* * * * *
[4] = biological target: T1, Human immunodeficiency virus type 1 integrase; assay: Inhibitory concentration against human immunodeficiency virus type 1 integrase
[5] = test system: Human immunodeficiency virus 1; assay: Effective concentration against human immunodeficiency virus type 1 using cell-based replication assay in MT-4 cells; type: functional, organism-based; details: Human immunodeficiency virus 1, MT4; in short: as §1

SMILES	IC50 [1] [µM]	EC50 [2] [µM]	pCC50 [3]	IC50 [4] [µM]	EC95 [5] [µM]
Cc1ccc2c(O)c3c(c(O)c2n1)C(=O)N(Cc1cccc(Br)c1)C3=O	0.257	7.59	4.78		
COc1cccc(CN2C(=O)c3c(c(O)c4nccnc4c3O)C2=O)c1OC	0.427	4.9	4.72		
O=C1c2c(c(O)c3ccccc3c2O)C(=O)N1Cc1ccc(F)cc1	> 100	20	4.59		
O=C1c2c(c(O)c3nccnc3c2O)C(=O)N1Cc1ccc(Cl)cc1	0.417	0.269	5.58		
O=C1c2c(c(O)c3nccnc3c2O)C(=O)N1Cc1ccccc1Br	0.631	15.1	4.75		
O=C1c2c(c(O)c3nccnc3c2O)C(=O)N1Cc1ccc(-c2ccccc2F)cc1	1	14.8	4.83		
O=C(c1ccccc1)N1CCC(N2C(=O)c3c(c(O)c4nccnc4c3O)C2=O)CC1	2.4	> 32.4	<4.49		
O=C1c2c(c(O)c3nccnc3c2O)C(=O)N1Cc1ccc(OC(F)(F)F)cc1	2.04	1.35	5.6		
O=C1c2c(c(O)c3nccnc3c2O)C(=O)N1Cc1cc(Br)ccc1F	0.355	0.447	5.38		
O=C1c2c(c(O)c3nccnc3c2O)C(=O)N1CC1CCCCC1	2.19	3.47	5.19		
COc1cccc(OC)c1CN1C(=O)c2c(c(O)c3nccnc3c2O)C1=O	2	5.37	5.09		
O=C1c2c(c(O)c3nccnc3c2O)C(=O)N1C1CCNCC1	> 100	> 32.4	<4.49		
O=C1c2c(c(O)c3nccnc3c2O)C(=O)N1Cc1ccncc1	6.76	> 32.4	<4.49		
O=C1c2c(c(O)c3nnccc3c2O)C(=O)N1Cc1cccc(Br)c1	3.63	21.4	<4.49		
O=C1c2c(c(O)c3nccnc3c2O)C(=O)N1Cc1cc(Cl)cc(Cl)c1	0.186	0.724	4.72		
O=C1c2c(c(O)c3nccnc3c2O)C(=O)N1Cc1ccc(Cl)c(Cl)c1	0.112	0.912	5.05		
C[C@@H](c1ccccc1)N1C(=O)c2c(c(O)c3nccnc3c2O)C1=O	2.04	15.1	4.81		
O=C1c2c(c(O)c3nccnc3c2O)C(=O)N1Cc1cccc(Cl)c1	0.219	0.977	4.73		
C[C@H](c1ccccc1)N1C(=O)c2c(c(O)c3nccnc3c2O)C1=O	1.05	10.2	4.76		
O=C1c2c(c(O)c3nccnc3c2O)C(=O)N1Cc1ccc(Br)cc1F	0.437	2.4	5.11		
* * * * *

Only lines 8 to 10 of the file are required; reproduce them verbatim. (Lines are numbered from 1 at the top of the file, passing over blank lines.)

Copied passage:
O=C1c2c(c(O)c3nccnc3c2O)C(=O)N1Cc1ccccc1Br	0.631	15.1	4.75		
O=C1c2c(c(O)c3nccnc3c2O)C(=O)N1Cc1ccc(-c2ccccc2F)cc1	1	14.8	4.83		
O=C(c1ccccc1)N1CCC(N2C(=O)c3c(c(O)c4nccnc4c3O)C2=O)CC1	2.4	> 32.4	<4.49		